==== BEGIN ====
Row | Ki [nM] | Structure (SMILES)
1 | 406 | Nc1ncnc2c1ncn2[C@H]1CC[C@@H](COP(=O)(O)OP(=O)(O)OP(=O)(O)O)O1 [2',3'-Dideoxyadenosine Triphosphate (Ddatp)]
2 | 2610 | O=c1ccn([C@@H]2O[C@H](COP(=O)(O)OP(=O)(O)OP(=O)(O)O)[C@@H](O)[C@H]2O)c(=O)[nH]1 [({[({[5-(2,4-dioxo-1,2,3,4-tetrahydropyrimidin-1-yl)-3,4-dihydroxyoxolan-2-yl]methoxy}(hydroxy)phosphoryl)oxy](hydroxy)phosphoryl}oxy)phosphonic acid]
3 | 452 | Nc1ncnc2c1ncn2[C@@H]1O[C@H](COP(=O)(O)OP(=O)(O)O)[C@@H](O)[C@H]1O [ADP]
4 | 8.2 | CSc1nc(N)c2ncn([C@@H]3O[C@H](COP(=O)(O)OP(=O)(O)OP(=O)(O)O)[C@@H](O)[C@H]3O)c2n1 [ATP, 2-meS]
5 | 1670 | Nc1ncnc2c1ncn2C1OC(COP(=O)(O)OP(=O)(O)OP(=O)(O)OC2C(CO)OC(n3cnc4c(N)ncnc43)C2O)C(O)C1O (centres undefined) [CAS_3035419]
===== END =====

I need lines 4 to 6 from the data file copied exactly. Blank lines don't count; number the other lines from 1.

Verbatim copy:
3 | 452 | Nc1ncnc2c1ncn2[C@@H]1O[C@H](COP(=O)(O)OP(=O)(O)O)[C@@H](O)[C@H]1O [ADP]
4 | 8.2 | CSc1nc(N)c2ncn([C@@H]3O[C@H](COP(=O)(O)OP(=O)(O)OP(=O)(O)O)[C@@H](O)[C@H]3O)c2n1 [ATP, 2-meS]
5 | 1670 | Nc1ncnc2c1ncn2C1OC(COP(=O)(O)OP(=O)(O)OP(=O)(O)OC2C(CO)OC(n3cnc4c(N)ncnc43)C2O)C(O)C1O (centres undefined) [CAS_3035419]